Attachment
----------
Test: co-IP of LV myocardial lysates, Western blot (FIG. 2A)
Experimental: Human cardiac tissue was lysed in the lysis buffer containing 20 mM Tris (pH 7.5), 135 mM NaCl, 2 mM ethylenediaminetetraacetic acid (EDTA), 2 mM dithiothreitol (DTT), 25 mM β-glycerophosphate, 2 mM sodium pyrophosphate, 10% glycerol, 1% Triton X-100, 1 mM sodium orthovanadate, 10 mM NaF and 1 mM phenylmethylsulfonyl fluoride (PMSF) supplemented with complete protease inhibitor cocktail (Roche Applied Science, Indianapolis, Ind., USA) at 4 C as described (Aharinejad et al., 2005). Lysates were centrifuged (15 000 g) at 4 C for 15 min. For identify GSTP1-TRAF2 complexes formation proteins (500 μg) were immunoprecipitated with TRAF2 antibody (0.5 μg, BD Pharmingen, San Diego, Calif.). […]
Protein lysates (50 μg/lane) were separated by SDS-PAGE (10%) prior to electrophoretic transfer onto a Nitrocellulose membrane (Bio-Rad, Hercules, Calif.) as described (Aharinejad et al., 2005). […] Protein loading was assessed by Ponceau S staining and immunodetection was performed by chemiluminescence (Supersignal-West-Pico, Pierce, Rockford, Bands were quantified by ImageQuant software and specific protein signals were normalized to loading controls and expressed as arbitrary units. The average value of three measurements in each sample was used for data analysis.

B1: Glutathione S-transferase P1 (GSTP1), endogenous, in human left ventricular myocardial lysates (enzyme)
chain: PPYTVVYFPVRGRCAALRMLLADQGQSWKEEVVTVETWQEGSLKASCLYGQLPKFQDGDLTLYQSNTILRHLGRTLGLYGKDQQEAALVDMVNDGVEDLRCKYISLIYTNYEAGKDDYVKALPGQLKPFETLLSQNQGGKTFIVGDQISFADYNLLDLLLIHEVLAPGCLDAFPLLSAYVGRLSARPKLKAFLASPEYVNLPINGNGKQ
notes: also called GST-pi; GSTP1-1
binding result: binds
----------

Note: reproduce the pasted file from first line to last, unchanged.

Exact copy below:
Test: co-IP of LV myocardial lysates, Western blot (FIG. 2A)
Experimental: Human cardiac tissue was lysed in the lysis buffer containing 20 mM Tris (pH 7.5), 135 mM NaCl, 2 mM ethylenediaminetetraacetic acid (EDTA), 2 mM dithiothreitol (DTT), 25 mM β-glycerophosphate, 2 mM sodium pyrophosphate, 10% glycerol, 1% Triton X-100, 1 mM sodium orthovanadate, 10 mM NaF and 1 mM phenylmethylsulfonyl fluoride (PMSF) supplemented with complete protease inhibitor cocktail (Roche Applied Science, Indianapolis, Ind., USA) at 4 C as described (Aharinejad et al., 2005). Lysates were centrifuged (15 000 g) at 4 C for 15 min. For identify GSTP1-TRAF2 complexes formation proteins (500 μg) were immunoprecipitated with TRAF2 antibody (0.5 μg, BD Pharmingen, San Diego, Calif.). […]
Protein lysates (50 μg/lane) were separated by SDS-PAGE (10%) prior to electrophoretic transfer onto a Nitrocellulose membrane (Bio-Rad, Hercules, Calif.) as described (Aharinejad et al., 2005). […] Protein loading was assessed by Ponceau S staining and immunodetection was performed by chemiluminescence (Supersignal-West-Pico, Pierce, Rockford, Bands were quantified by ImageQuant software and specific protein signals were normalized to loading controls and expressed as arbitrary units. The average value of three measurements in each sample was used for data analysis.

B1: Glutathione S-transferase P1 (GSTP1), endogenous, in human left ventricular myocardial lysates (enzyme)
chain: PPYTVVYFPVRGRCAALRMLLADQGQSWKEEVVTVETWQEGSLKASCLYGQLPKFQDGDLTLYQSNTILRHLGRTLGLYGKDQQEAALVDMVNDGVEDLRCKYISLIYTNYEAGKDDYVKALPGQLKPFETLLSQNQGGKTFIVGDQISFADYNLLDLLLIHEVLAPGCLDAFPLLSAYVGRLSARPKLKAFLASPEYVNLPINGNGKQ
notes: also called GST-pi; GSTP1-1
binding result: binds